Digital pioneer Robert Niles on teaching entrepreneurship

March 28, 2011 in Blog, Education, Interview

Robert Niles

Robert Niles

An interview with digital pioneer Robert Niles by JA’s Tram Whitehurst

Robert Niles founded and edits Theme Park Insider, an award-winning theme park news site. He also contributes to the Online Journalism Review and conducts trainings for journalists across the country.

What do you think entrepreneurship means when it comes to journalism? Where is the intersection between business and journalism for individual journalists?

“Entrepreneurship in journalism reduces to doing whatever needs to be done to raise the resources necessary to keep publishing. Typically, that means finding customers to write enough checks to pay for whoever’s doing the reporting and production of the publication.

This is the work that’s always been done by publishers. But as news organizations become smaller and smaller — and even individuals become entire publication staffs — that work’s now being done by people who also have editorial responsibilities.”

What are some of the most important entrepreneurial skills young journalists should be learning in order to prepare for the marketplace?

“Ultimately, entrepreneurship requires the ability to listen, to observe and to ask questions that elicit informed response. And those are the skills of a journalist. If you can report, you can be an entrepreneur. You simply must lose your fear of math and of responsibility for money though.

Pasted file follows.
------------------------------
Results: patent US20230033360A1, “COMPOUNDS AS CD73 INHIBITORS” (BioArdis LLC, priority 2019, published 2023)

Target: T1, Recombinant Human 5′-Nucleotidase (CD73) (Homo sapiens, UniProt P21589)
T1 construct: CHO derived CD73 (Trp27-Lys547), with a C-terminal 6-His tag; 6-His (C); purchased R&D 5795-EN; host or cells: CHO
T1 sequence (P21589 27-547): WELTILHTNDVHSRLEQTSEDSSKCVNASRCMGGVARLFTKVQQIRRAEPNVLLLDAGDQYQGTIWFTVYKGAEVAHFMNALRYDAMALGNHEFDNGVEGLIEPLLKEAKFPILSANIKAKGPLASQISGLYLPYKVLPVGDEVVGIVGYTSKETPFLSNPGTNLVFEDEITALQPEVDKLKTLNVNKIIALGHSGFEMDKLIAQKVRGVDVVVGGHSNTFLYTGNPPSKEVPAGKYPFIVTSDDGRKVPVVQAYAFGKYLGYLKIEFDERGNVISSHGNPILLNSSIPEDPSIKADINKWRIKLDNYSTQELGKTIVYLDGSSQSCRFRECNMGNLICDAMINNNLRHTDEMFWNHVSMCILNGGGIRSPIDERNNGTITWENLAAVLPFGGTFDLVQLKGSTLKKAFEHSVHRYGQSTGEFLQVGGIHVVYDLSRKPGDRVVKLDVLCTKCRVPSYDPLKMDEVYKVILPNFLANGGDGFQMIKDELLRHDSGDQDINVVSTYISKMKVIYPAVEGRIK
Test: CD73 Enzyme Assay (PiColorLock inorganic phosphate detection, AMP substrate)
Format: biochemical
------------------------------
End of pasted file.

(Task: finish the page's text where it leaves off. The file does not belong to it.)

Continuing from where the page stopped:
To be a successful entrepreneur you must be able to identify a “pain,” an unmet public need. Then you must develop or call upon the personal network that can help you identify resources and a medium through which to meet that need. Journalists work their sources for information all the time. It’s not that far to apply those skills to entrepreneurship.”

How should journalism schools go about teaching these skills?

Journalism schools need to bring in more people who’ve started information businesses, to spark conversations among those entrepreneurs, students and faculty. Don’t rely just on big names who’ve started big companies. Students need to hear from some of the many people who’ve launched and continue to run profitable sites on their own, or in very small partnerships. That’s where millions of people are getting their news these days.”

Do you know of any schools and/or journalists that are doing this particularly well?

“Well, USC’s doing a nice job with its news entrepreneur boot camps. (Yes, that was a shameless plug — I help organize those). Also, Arizona State and CUNY and NYU have established promising efforts to train journalists in entrepreneurial skills.”

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